On a Sunday in September, Telegraph Avenue looked a little different. A rock wall, a mechanical bull, and an ax-throwing stand took the place of cars between Haste and Durant. There was a Wipeout-style carnival ride next to Rasputin, the record store, and further up the block, kids skateboarded while students browsed jewelry pop-ups in the street.
This Telegraph street fair, which takes place the second Sunday of each month, is a glimpse of the iconic street’s potential future, a permanently “car-free Telegraph” that councilman Rigel Robinson ’18 and the Berkeley student group Telegraph for People have long advocated for.
“Right now, you cannot pleasantly walk down Telegraph Avenue without bumping into people,” Sam Greenberg ’22, cofounder of Telegraph for People, said. Berkeley has the fourth-highest share of bicycle commuting in the country, and 84 percent of students walk or bike to school. A car-free Telegraph, supporters say, would make their commute more enjoyable and give restaurants and stores room for outdoor dining or to show off merchandise, as well as provide more space for the street vendors that often populate the area.
“Redesigning Telegraph Avenue has been my most pathological fixation since I came into office,” Robinson said. Greenberg and his cofounder, Brandon Yung ’22, developed “Option Five,” a plan that recommends a four-block pedestrian plaza with a dedicated bus lane. In February 2022, the Berkeley City Council supported Robinson’s recommendation to begin exploring the idea.
Originally stretching all the way to Sather Gate, Telegraph not only leads people to the campus but is itself a destination. Its record stores, bookshops, and cheap eateries define the culture of the area. And, of course, it has been the site of social change for decades: The corner of Bancroft and Telegraph was the locus of the Free Speech Movement in 1964, and in 1969, students and community members marched down the street to “take back” People’s Park, a scene that has since been repeated several times.
It may come as no surprise, then, that a carless Telegraph isn’t a new idea. At the same time as the 1969 protest, a group known as the Berkeley Liberation Program called for Telegraph to be a “strategic free territory for revolution.” There was talk of shutting down car traffic near campus to create “places for music and meandering.” In 1998, a group called Reclaim the Streets took over Telegraph to protest the tyranny of the automobile. “Cars don’t rule the streets, People Do” read one sign.
In March, Telegraph for People did the same thing.
“We wanted to remind people what we were fighting for,” said Greenberg. “We wanted to prefigure Telegraph into a space for people.” The students took over the block of Telegraph between Durant and Bancroft for several hours, chanting, playing party music, and hula-hooping. People from the community came too, including one family who had a picnic just feet from cars. When the bus came through, the crowd cheered and “parted like the Red Sea,” said Robinson. But no private automobiles were allowed to pass.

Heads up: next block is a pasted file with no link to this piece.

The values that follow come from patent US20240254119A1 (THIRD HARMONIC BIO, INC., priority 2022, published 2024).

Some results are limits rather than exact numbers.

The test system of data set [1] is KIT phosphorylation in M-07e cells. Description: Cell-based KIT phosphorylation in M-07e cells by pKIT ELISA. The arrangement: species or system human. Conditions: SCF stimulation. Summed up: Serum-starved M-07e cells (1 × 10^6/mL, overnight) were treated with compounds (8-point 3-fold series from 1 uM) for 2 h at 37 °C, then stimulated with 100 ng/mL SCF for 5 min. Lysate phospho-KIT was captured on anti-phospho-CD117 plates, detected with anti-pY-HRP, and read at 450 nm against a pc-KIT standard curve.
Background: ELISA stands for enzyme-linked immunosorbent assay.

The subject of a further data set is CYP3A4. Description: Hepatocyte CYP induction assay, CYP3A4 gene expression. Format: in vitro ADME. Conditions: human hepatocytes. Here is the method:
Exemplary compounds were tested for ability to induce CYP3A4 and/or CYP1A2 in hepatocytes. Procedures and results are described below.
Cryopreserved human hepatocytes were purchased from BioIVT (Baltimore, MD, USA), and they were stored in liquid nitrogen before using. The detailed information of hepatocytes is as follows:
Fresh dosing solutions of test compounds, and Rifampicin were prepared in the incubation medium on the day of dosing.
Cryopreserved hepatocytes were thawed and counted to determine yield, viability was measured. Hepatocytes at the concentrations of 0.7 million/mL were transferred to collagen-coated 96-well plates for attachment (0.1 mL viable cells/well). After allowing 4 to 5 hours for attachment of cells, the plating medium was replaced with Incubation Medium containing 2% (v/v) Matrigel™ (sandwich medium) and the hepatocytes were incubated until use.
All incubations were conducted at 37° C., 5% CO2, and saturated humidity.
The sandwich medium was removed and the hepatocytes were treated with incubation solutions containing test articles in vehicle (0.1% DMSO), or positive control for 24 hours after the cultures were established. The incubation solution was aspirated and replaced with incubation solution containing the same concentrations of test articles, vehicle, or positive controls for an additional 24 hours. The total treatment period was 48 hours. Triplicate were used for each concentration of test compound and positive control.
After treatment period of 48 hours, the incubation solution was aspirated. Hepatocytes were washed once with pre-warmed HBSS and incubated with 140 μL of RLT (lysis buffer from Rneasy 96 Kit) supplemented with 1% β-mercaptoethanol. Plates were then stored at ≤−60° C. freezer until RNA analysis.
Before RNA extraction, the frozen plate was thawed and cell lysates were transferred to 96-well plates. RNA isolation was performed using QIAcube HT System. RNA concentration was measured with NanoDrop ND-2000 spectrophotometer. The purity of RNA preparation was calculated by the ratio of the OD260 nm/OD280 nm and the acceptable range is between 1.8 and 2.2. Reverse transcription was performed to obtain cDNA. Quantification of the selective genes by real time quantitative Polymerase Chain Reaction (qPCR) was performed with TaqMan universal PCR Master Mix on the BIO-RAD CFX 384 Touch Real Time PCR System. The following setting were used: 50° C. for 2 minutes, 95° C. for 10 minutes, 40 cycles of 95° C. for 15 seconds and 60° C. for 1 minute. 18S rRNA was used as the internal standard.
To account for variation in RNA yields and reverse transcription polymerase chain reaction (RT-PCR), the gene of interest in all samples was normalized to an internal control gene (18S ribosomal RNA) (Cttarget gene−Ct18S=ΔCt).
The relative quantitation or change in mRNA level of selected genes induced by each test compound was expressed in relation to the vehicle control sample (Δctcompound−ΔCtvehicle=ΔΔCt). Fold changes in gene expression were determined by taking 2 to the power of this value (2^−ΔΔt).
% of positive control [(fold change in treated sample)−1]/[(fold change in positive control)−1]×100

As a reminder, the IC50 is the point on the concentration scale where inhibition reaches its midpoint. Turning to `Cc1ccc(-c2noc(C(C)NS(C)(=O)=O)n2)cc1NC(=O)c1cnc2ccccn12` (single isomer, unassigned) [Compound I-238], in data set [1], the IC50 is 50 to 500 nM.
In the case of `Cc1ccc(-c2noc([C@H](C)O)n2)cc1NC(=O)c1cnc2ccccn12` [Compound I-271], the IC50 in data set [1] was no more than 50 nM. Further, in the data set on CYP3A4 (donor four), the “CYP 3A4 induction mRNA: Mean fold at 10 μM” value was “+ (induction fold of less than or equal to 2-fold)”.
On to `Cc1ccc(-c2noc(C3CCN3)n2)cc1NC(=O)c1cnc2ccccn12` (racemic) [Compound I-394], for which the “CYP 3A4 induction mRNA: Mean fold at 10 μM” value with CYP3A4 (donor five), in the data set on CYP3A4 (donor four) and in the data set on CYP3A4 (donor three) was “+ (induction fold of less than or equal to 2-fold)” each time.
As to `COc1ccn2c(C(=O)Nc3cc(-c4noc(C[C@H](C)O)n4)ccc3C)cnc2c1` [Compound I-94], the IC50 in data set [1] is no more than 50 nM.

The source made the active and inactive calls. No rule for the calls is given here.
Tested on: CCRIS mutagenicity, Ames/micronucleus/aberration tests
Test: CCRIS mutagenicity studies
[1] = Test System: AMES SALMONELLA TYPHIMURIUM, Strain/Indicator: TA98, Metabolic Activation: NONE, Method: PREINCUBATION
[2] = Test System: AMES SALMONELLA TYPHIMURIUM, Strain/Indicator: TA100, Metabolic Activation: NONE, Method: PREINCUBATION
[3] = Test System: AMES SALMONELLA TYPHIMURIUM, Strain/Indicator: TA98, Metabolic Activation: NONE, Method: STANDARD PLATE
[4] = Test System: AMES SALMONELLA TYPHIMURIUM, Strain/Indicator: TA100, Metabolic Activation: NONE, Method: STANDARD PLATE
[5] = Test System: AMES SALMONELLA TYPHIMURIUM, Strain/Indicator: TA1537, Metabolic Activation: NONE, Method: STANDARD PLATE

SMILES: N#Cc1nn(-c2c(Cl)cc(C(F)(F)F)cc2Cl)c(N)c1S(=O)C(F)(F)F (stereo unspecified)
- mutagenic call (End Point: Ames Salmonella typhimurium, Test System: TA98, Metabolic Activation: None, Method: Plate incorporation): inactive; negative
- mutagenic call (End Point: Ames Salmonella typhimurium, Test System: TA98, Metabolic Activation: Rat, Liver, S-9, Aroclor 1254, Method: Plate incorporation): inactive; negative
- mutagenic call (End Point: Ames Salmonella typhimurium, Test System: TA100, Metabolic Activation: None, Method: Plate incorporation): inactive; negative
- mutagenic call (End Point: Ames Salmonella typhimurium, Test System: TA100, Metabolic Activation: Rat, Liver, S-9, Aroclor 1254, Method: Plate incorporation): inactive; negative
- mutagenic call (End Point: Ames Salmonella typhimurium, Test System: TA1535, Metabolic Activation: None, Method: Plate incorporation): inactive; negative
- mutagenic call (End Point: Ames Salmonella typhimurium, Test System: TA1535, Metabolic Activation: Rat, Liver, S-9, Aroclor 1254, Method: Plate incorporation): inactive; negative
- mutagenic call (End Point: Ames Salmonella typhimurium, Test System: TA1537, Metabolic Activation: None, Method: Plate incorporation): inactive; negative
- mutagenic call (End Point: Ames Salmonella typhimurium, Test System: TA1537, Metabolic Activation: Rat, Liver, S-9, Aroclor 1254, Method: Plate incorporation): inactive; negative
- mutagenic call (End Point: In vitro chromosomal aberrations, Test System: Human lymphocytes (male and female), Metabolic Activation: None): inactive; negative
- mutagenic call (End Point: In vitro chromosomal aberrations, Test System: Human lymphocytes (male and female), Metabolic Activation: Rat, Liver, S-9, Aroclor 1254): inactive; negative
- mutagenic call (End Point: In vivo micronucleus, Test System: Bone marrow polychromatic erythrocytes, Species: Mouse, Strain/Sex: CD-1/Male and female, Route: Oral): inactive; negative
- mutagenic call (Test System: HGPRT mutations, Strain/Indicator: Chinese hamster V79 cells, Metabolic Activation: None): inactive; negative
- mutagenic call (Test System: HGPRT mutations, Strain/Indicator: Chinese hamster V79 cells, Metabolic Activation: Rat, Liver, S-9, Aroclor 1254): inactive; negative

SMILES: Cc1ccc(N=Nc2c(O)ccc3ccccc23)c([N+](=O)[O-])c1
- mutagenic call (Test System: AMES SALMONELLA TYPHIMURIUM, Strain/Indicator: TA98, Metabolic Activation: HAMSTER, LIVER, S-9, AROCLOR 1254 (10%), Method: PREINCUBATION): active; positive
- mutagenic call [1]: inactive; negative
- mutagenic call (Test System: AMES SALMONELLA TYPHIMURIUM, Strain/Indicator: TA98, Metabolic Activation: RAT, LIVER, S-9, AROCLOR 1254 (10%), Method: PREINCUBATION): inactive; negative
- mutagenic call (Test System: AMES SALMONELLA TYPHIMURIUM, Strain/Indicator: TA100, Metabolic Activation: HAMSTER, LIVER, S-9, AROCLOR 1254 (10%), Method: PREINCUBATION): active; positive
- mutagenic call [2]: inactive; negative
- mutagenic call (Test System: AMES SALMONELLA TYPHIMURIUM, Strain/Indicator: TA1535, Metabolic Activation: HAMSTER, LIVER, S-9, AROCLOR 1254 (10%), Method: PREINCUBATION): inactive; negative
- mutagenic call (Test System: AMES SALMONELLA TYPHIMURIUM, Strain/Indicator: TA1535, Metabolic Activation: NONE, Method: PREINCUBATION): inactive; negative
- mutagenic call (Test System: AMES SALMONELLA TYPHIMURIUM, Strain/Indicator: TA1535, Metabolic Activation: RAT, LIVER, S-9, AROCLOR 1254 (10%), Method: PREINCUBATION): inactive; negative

While public support seems enthusiastic, some business owners are concerned. Doris Moskowitz, who runs Moe’s Books, the bookstore her father founded, is worried that banning cars on Telegraph would prevent people from bringing books to sell. “Eighty percent of what we have are used books, and they really do come from the community, but who would carry heavy books here on a bicycle?” Moskowitz told SFGate. The Telegraph Business Improvement District has also expressed disapproval, saying that the measure didn’t have “clear interest or support from our merchants and district stakeholders.”
Some store owners, however, are less bothered. Vivi Nguyen, manager of the thrift shop Mars Mercantile, doesn’t see it affecting her business. “Telegraph has already been an established place for people to come,” she said.
Berkeley Mayor Jesse Arreguín agrees. “I think it’s going to be a draw. I think it’s going to bring more people to Telegraph. Telegraph is already one of our busiest commercial districts, but I think it’s going to really make it a destination,” Arreguín told ABC7 News.
Meanwhile, a larger movement for car-free streets is growing after the pandemic introduced “slow streets” all over the Bay Area. John F. Kennedy Drive in Golden Gate Park is now permanently closed to car traffic after a century-long fight against automobiles in the park. Across the country, college towns like Burlington, Vermont, and Charlottesville, Virginia, have pedestrianized main streets. And sections of Times Square in New York City have been car-free since their transition to pedestrian plazas in 2009.
“Americans love visiting cities like Paris and Madrid because the cities are so beautiful and it’s such an intuitive and charming and natural experience to explore these paved places as a pedestrian,” Robinson explained. “And that’s a little of what I think we’re missing in a lot of American cities.”
He adds: “I dream that someday, the organization Telegraph for People will find itself having an identity crisis and a branding crisis because its name is out of date, because they won the project on Telegraph Avenue.”